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Are resource-cursed nations like Nigeria doomed forever?


Are resource-cursed nations like Nigeria doomed forever?

In an ideal world, there will be no good reason why an oil-rich country like Nigeria would be the poverty capital of the world or be grappling with socio-economic and ethno-religious conflicts as is the case today. However, the world is far from ideal, and Nigeria – despite having struck “black gold” nearly 40 years ago, is the poverty capital of the world and not only that, the nation is dealing with severe insecurity across its six zones.

That’s what social scientist call the resource curse – a state of things where despite having abundant natural resources, a nation is unable to develop and grow its economy.

History Class: British economist, Richard Auty, was the first to use the term ‘resource curse’ to describe the phenomenon in 1993.

The blessing and the curse

Resource curse has been attributed to several factors, including the fact that, upon discovery of an abundant natural resource, other industries in a nation’s economy suffer due to under-investment. This leads to economic vulnerability as over-dependence on one sector alone usually proves insufficient for economic growth and development.

Conflicts caused by natural resources have also been attributed as causal factors for resource curse. Particularly, natural resources can trigger violent conflict by serving as either motives or opportunity for conflicts to thrive within nations. As can be expected, economic activities that spur growth and development are often affected and thwarted in conflict-ridden areas.

Corruption, something Nigerians might be keenly aware of, is another factor which creates resource curse. High revenues flowing into resource rich nation can be and have been siphoned by officials for personal gains rather than for the growth and development of the nation. In Nigeria, the diversion of oil revenue has been so deplorable that revenue from oil has not even been used to develop the oil sector such that 40 years after we struck oil we are still unable to process crude oil.

Another factor that fosters resource curse is economic crises due to instability in revenues received from the production of natural resources. This is particularly the case when over-dependence on the resource rich sector is also a factor at play. This was recently the case when Nigeria was thrown into recession as a result of a fall in oil prices. Countries that are dependent on one sector like Nigeria is on oil, are often trapped in boom-bust cycles where government spending, and the lives of people in such nations are drastically affected by either a rise or fall in the commodity which they are dependent on.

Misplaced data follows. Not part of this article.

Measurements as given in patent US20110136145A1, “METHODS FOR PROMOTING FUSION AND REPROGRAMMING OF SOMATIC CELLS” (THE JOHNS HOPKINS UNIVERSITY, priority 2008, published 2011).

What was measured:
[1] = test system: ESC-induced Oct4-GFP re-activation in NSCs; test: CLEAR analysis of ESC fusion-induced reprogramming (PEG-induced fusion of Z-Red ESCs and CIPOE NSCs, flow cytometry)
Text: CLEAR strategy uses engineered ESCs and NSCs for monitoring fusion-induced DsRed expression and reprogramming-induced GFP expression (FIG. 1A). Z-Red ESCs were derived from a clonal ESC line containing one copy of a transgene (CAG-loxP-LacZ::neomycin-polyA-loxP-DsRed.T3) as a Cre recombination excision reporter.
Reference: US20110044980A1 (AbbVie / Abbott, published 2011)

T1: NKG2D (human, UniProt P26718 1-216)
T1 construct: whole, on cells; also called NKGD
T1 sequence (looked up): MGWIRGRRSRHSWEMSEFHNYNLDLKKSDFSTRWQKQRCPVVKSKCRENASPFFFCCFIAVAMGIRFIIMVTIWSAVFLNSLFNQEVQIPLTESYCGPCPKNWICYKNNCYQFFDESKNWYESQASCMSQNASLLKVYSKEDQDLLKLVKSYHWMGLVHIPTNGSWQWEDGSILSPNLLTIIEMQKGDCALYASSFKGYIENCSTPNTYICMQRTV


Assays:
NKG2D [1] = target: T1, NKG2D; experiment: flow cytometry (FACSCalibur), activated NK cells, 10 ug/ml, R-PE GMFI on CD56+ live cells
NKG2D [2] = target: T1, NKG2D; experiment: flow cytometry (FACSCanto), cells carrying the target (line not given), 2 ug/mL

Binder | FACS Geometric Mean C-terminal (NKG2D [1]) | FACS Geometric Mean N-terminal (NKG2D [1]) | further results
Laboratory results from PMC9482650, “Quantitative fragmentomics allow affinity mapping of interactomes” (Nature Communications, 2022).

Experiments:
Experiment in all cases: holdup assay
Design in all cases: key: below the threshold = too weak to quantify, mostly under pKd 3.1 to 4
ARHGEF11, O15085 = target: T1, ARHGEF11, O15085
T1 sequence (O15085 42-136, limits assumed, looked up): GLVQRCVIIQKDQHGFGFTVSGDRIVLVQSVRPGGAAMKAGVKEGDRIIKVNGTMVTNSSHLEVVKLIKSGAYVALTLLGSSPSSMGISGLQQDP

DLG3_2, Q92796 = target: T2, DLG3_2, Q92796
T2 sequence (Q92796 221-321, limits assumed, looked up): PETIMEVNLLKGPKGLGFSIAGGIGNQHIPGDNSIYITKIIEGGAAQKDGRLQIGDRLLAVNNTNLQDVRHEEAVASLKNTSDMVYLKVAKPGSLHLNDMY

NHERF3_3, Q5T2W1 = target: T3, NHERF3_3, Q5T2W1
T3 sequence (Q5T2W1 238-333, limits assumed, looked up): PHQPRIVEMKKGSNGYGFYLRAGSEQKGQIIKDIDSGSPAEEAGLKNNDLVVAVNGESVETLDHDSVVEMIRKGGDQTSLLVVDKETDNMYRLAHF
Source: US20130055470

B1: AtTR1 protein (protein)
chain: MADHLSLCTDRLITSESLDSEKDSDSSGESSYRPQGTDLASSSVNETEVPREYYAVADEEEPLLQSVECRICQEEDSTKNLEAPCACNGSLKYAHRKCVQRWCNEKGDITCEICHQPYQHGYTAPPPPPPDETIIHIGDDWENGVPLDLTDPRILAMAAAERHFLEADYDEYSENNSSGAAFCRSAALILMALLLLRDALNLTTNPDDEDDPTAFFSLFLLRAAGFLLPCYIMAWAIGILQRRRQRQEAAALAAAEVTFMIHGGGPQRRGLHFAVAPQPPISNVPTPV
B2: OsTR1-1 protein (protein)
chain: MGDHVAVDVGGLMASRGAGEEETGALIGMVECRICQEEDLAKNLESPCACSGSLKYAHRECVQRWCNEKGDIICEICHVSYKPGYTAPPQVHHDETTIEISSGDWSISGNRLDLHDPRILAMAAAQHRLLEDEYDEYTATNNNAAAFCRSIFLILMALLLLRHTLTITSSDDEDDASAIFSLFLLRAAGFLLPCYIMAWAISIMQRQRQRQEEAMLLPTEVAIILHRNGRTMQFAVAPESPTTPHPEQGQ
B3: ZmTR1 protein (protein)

Doomed to be cursed forever?

It seems unfair that nations blessed with an abundance of resources also have to deal with many socio-economic and political ills as a result of having those resources, however, this is the case. But are these countries doomed to be cursed forever? More than ever, it seems that they are not. After all, there are resource rich countries (Canada, Chile, Botswana, etc.) that are not facing the phenomenon but have rather been able to transform their countries with the wealth stemming from natural resources.

Transparency has been highlighted as an important factor in reversing resource curse. Particularly, initiatives which support disclosure of information about revenues, expenditures, and other aspects of government and business operations, are important for holding government and transnational companies accountable. Over the years the international community has taken several steps to ensure that it implements efforts geared towards transparency.

These are evident through several initiatives including the Extractive Industries Transparency Initiative which is aimed at improving revenue management in resource-rich countries, including Nigeria; and the Open Government Partnership aimed at fighting corruption by fortifying national action plans against corruption, an initiative which Nigeria is also a part of. Other initiatives in addition to these include Publish What You Pay, Equator Principles, etc.

Other approaches to ward off resource curse –even though deemed controversial and likely to destroy the natural resource sector, include, price control (as was the case in Venezuela); restrictions on foreign direct investment; and placing a cap on exports in order to protect local industry players. Additionally, diversification of the economy is just as crucial, particularly in dealing with price and revenue instability related to over-dependence on a sector.  However, as seen in the case of Chile, a resource rich country, success can be achieved by placing rules, such as limits on government spending, so that the economy is not overly affected by boom-bust cycles.

Simply, nations that are examples of resource curse are not doomed to remain that way. With thoughtful and effective planning and strategizing, such nations can slowly begin to find their way out of the curse so that they can fully enjoy the blessing.

Go Deeper: Waziri Adio: Recession as opportunity for reversing resource curse

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